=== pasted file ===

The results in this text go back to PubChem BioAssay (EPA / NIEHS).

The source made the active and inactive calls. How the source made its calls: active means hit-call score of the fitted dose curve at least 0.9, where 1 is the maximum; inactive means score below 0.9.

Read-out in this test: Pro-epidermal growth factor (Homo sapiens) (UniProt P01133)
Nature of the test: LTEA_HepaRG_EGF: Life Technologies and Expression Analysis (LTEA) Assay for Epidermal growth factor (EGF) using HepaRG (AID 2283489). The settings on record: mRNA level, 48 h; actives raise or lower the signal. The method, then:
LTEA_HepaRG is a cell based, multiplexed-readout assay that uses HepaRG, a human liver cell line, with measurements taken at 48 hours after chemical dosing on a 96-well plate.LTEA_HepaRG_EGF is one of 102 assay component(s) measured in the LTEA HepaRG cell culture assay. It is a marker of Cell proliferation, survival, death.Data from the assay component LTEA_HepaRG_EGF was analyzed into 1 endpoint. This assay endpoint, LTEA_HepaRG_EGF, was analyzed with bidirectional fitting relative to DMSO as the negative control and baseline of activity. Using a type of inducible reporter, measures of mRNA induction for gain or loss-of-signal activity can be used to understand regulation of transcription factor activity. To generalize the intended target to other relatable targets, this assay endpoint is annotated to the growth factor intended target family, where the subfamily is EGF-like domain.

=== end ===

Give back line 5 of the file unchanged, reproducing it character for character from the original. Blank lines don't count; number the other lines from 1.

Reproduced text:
LTEA_HepaRG is a cell based, multiplexed-readout assay that uses HepaRG, a human liver cell line, with measurements taken at 48 hours after chemical dosing on a 96-well plate.LTEA_HepaRG_EGF is one of 102 assay component(s) measured in the LTEA HepaRG cell culture assay. It is a marker of Cell proliferation, survival, death.Data from the assay component LTEA_HepaRG_EGF was analyzed into 1 endpoint. This assay endpoint, LTEA_HepaRG_EGF, was analyzed with bidirectional fitting relative to DMSO as the negative control and baseline of activity. Using a type of inducible reporter, measures of mRNA induction for gain or loss-of-signal activity can be used to understand regulation of transcription factor activity. To generalize the intended target to other relatable targets, this assay endpoint is annotated to the growth factor intended target family, where the subfamily is EGF-like domain.